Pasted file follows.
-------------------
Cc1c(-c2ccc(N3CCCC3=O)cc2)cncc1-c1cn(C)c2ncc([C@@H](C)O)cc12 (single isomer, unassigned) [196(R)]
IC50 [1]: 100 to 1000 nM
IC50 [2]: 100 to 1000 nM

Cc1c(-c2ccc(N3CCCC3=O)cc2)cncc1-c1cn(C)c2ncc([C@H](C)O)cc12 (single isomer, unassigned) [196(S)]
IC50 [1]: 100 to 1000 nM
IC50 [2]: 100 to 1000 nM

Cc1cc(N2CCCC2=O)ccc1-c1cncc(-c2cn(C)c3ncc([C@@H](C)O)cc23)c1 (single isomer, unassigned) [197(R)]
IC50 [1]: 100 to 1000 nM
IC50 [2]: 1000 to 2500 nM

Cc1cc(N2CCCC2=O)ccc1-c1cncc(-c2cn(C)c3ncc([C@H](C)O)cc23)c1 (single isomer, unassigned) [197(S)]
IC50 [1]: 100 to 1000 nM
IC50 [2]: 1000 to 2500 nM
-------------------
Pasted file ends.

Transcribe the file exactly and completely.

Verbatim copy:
Cc1c(-c2ccc(N3CCCC3=O)cc2)cncc1-c1cn(C)c2ncc([C@@H](C)O)cc12 (single isomer, unassigned) [196(R)]
IC50 [1]: 100 to 1000 nM
IC50 [2]: 100 to 1000 nM

Cc1c(-c2ccc(N3CCCC3=O)cc2)cncc1-c1cn(C)c2ncc([C@H](C)O)cc12 (single isomer, unassigned) [196(S)]
IC50 [1]: 100 to 1000 nM
IC50 [2]: 100 to 1000 nM

Cc1cc(N2CCCC2=O)ccc1-c1cncc(-c2cn(C)c3ncc([C@@H](C)O)cc23)c1 (single isomer, unassigned) [197(R)]
IC50 [1]: 100 to 1000 nM
IC50 [2]: 1000 to 2500 nM

Cc1cc(N2CCCC2=O)ccc1-c1cncc(-c2cn(C)c3ncc([C@H](C)O)cc23)c1 (single isomer, unassigned) [197(S)]
IC50 [1]: 100 to 1000 nM
IC50 [2]: 1000 to 2500 nM